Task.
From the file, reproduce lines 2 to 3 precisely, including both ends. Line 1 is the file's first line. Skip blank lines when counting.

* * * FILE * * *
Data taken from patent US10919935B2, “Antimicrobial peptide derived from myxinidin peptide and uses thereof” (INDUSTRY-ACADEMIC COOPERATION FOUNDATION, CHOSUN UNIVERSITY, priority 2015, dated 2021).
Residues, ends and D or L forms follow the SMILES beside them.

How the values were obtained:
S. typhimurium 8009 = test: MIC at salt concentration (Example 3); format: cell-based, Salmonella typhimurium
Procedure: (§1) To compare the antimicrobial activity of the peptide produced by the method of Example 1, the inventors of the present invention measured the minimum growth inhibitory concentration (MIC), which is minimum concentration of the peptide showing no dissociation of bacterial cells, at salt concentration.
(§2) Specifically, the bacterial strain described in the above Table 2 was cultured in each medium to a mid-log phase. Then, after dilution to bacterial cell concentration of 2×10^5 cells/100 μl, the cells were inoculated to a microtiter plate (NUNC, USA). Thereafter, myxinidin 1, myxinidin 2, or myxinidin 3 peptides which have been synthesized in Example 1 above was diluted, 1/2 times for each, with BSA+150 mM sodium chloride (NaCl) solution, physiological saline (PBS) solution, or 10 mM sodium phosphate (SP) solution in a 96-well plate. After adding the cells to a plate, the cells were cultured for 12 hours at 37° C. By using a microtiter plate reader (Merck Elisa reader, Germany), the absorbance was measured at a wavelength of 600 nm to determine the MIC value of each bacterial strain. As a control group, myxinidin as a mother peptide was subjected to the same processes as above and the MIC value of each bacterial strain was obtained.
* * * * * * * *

Residues, ends and D or L forms follow the SMILES beside them.

How the values were obtained: